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As Flu Season Strains Hospitals, Doctor Offers Advice For How To Stay Healthy

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How Active Duty Military Are Navigating Changing Attitudes Toward Marijuana

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The Call-In: The Nursing Industry

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Kentucky Gov. Matt Bevin On Requiring Medicaid Recipients To Work

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Seema Verma, administrator of the Centers for Medicare and Medicaid Services, at a White House press conference in May. More people moving off Medicaid, she says, would be a good outcome. NurPhoto/NurPhoto via Getty Images hide caption

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NurPhoto/NurPhoto via Getty Images

New Rules May Make Getting And Staying On Medicaid More Difficult

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Utah Gov. On State's Proposal To Impose Medicaid Work Requirements

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Flu patient Donnie Cardenas waits in an emergency room hallway with roommate Torrey Jewett at the Palomar Medical Center in Escondido, Calif., this past week. Gregory Bull/AP hide caption

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Gregory Bull/AP

Flu Season Is Shaping Up To Be A Nasty One, CDC Says

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Ariel Haughton's children Rose (left), 4, and Javier, 2, are covered by CHIP. Haughton is upset that lawmakers have left CHIP in flux for her two children and millions of kids around the country. Courtesy of Ariel Haughton hide caption

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Courtesy of Ariel Haughton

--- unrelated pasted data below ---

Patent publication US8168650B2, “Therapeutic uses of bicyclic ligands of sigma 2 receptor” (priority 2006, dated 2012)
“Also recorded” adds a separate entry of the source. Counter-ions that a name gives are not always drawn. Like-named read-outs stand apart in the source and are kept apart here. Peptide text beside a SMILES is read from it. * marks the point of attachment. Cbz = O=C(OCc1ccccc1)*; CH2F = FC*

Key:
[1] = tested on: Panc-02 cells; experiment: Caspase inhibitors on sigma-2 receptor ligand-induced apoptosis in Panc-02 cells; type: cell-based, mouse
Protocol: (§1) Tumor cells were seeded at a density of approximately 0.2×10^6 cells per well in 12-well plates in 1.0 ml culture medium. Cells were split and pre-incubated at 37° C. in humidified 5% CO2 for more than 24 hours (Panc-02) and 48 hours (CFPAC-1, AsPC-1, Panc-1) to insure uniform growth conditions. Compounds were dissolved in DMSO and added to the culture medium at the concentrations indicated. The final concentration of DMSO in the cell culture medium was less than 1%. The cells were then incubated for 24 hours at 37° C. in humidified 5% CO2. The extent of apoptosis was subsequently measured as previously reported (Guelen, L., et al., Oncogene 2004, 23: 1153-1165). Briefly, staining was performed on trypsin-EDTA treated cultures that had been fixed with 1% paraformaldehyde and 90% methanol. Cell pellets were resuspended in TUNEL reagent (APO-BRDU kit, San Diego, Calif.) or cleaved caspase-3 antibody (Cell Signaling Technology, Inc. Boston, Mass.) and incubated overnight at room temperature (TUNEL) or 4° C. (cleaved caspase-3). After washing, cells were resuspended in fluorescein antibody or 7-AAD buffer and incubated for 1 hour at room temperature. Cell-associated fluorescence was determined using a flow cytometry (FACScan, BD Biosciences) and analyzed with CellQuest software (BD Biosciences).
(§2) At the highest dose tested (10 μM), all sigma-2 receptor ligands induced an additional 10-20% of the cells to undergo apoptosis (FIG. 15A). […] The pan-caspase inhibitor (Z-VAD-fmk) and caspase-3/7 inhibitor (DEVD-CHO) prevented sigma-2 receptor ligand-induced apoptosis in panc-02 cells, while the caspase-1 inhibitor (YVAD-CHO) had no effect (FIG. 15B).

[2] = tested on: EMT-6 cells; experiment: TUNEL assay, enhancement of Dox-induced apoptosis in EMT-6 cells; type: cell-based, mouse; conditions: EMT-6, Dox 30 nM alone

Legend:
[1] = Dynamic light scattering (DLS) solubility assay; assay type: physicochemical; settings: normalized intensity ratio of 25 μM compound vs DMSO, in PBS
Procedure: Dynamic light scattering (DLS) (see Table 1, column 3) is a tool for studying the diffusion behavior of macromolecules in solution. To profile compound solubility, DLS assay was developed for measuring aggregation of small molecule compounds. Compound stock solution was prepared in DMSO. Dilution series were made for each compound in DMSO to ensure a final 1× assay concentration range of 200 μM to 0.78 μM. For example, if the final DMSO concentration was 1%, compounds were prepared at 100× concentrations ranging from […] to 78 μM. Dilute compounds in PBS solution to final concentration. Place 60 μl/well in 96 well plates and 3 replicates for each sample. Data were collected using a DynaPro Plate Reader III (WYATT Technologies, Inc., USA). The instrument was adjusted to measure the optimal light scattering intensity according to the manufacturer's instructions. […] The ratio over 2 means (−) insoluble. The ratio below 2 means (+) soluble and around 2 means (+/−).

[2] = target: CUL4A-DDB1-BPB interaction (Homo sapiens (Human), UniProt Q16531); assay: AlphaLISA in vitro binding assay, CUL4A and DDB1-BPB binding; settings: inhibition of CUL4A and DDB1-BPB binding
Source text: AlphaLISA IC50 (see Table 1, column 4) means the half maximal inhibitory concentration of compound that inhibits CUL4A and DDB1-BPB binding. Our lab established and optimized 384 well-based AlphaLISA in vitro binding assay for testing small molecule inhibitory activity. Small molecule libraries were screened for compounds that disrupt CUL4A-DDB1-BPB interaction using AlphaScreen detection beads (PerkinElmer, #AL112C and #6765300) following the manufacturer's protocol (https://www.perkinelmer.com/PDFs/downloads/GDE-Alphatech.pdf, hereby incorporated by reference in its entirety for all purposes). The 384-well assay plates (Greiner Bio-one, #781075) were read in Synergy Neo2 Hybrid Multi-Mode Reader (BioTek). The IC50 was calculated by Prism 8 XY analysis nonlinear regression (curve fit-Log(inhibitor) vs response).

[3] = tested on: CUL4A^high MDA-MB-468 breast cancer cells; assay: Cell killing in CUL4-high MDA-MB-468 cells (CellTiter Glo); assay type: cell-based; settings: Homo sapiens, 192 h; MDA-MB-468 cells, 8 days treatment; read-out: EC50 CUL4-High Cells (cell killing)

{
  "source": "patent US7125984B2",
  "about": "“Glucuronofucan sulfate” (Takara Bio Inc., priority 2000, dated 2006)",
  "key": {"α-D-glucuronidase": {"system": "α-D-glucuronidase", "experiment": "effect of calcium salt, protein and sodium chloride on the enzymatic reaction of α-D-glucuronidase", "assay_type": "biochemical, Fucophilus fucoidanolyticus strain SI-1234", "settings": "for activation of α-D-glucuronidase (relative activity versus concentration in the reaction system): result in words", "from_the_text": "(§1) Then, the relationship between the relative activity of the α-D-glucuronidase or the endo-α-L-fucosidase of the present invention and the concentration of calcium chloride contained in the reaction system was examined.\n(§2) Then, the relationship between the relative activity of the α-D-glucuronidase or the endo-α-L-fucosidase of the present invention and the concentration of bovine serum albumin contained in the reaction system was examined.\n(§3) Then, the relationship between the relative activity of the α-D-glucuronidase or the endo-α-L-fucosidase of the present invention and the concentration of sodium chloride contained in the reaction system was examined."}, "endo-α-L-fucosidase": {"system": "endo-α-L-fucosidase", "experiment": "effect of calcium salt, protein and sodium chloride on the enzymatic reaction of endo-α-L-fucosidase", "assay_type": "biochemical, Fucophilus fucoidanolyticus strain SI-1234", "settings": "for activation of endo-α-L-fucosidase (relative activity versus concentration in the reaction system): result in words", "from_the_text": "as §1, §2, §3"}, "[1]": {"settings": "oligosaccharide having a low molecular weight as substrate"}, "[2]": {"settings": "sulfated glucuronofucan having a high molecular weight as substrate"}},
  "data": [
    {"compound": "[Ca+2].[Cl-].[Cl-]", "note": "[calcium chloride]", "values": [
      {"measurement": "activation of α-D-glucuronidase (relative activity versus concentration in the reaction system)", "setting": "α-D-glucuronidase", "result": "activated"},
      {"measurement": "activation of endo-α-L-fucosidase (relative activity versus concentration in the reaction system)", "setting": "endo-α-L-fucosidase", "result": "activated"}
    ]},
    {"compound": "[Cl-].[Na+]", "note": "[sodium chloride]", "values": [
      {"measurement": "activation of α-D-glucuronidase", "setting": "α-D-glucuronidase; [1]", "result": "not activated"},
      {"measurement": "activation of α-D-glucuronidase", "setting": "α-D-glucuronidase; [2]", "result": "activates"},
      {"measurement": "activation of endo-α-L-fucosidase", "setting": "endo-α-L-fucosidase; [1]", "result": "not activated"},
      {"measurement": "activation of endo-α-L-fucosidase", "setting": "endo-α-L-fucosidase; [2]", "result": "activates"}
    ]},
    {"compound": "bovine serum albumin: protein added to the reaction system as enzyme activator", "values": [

Head Of Medicaid Directors On States Imposing Work Requirements For Recipients

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Noemi Padilla, 47, recently left Tampa Women's Health, an independent clinic in Tampa, Fla. She worked there as a surgical nurse and assisted on abortion procedures up to about 23 weeks gestation. Sarah McCammon/NPR hide caption

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Sarah McCammon/NPR

The Anti-Abortion Group That's Urging Clinic Workers to Quit Their Jobs

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Seema Verma, administrator of the Centers for Medicare and Medicaid Services, led efforts to require work for Medicaid recipients while in charge of Indiana's program. She was sworn in as administrator of the Centers for Medicare and Medicaid Services by Vice President Pence on March 14. Nicholas Kamm/AFP/Getty Images hide caption

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Nicholas Kamm/AFP/Getty Images

Trump Administration Will Let States Require People To Work For Medicaid

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Proponents of medically supervised, indoor sites for opioid injection say such places would be much safer than tent encampments like this one — and could help people addicted to opioids transition into treatment and away from drug use. Natalie Piserchio for WHYY hide caption

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Natalie Piserchio for WHYY

Desperate Cities Consider 'Safe Injection' Sites For Opioid Users

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Hospitals Brace Patients For Pain To Reduce Risk Of Opioid Addiction

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As flu cases mount in California, the state's health department recommends vaccination for all people 6 months and older. Daniel Acker/Bloomberg via Getty Images hide caption

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Daniel Acker/Bloomberg via Getty Images

Up to one half of rural residents are covered by Medicaid, says Michelle Mills, CEO of Colorado Rural Health Center. And they're typically older, poorer and sicker than city dwellers. John Daley/CPR hide caption

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John Daley/CPR

The CHIP program provides health coverage to 9 million children from lower-income households that make too much money to qualify for Medicaid. The $2.85 billion Congress allocated in December was supposed to fund CHIP programs in all states through March 31. But federal health officials say it won't stretch that far. Karl Tapales/Getty Images hide caption

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Karl Tapales/Getty Images